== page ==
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|Catedral Metropolitana de la Asunción de María|
|Basílica de Nuestra Señora de Guadalupe|
|Palacio de Bellas Artes|
SOME WORDS OF ADVICE FOR PEOPLE WISHING TO TRAVEL TO MEXICO
Language. It’s Spanish here. Very, very few people speak English.
Currency and foreign exchange. I saw the dollar sign everywhere, but the currency here is peso. 1 peso is divided into 100 centavos. Different banks have different foreign exchange rates even at the airport. When at the airport, it’s better to use banks in Terminal 2; they have a LOT better rates.
Mexican Customs. Only one laptop is allowed. A second laptop (and that includes iPad) is taxable, even if it’s an old one. Luckily, I brought only 2 cameras. A 3rd camera would have been taxable, too.
Mexico Metro. Mexico’s subway (called the Metro) was great; it made easier (cheaper and faster, too) going from Mexico City Airport to the city center, and vice-versa. The nearest Metro station from the airport is Terminal Aerea (Linea 5). But the train only goes to Terminal 1, not Terminal 2. I arrived in Terminal 2. There is a 3-km distance between Terminal 1 and Terminal 2. Walking is not an option. Darn. Fortunately, at Terminal 2, I saw the Aerotrén sign to Terminal 1. Thankfully, I kept my boarding pass; the Aerotrén isn’t open to the general public. (I needed to show either my boarding pass as an arriving passenger or, if I was leaving Mexico, my plane ticket.) I waited for at least 15 minutes for the next Aerotrén. When I reached Terminal 1, I couldn’t find the Metro easily. I asked a police officer for directions to the Metro. I had to get out of the airport and walked a bit to reach the train station. If you don’t speak Spanish and you have checked baggage, I do not recommend taking the Metro subway; take the Metrobus instead, which is more expensive, or taxi, which is even a lot more expensive. (The Metro subway costs 5 pesos regardless of destination, less than U.S. $0.50.) Mexico City trains come regularly, but they are not air-conditioned. I left the airport at past 8 p.m., so I wasn’t sweating, and I could actually find a place to sit inside the train. But because rarely do train stations have escalators, and elevators are not easy to find, even with a small carry-on bag, changing from one Metro line to the next can be challenging. On the day of my departure, from the city center to the airport I allotted 1.5 hours on the Metro and Aerotrén, just to be safe, as I was flying from Terminal 2.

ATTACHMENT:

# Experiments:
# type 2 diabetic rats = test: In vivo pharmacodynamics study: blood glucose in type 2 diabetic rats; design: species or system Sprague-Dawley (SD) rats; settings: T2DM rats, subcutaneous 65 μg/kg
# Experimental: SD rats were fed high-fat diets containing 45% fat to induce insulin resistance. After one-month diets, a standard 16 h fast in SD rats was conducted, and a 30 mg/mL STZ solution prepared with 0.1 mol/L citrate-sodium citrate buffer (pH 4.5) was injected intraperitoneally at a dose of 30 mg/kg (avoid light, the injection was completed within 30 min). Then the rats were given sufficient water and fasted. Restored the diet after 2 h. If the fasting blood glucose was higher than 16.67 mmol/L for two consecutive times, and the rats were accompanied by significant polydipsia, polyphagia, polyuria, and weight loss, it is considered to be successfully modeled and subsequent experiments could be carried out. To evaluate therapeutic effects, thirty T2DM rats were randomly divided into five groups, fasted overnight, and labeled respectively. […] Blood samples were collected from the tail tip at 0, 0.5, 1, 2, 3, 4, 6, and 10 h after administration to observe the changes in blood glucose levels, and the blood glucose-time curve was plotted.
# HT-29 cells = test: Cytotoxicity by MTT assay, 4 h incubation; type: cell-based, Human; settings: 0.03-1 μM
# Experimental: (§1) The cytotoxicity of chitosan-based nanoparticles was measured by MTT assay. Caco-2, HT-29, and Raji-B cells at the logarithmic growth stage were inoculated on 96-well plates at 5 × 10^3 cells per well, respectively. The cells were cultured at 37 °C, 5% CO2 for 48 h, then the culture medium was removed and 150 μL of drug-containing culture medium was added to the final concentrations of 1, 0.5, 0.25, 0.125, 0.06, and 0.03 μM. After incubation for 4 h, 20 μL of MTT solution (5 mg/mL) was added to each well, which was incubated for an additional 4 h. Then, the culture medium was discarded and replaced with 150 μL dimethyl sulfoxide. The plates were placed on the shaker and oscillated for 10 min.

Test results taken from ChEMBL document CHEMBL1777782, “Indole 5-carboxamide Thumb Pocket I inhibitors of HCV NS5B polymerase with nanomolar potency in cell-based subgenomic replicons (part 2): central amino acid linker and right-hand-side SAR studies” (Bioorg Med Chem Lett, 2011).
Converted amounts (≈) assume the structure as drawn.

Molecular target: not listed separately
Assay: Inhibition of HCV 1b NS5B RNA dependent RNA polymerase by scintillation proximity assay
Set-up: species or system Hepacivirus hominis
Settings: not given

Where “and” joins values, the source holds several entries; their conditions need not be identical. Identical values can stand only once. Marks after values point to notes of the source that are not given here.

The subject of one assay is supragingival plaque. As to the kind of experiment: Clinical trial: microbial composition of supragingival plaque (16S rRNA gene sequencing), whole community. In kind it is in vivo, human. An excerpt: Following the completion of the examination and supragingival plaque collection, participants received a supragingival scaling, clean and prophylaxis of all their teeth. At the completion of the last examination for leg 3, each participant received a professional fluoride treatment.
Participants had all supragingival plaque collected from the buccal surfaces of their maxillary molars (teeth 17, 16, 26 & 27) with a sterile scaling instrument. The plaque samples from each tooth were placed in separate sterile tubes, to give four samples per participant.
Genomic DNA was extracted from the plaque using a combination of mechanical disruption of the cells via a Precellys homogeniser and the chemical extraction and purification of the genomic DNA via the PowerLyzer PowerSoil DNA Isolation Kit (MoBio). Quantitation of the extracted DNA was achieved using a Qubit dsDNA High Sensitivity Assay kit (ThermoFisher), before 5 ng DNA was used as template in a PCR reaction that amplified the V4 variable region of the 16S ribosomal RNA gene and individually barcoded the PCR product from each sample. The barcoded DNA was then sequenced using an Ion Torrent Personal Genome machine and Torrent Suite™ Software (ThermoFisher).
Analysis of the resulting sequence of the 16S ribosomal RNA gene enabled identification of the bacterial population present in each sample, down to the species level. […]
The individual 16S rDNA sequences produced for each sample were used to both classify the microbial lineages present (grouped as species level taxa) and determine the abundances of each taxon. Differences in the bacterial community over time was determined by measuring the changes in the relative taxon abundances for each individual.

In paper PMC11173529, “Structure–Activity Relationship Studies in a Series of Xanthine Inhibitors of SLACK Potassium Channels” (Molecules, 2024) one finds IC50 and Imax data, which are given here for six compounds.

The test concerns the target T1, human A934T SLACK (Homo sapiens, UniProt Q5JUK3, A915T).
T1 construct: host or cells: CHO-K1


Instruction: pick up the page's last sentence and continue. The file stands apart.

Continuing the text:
Public Restrooms. I’m not sure how Mexicans do it. Even in tourist areas, restrooms are difficult to find. If you can find a restroom, there is an entrance fee (usually 5 pesos). It’s best to use the restroom before leaving the hotel.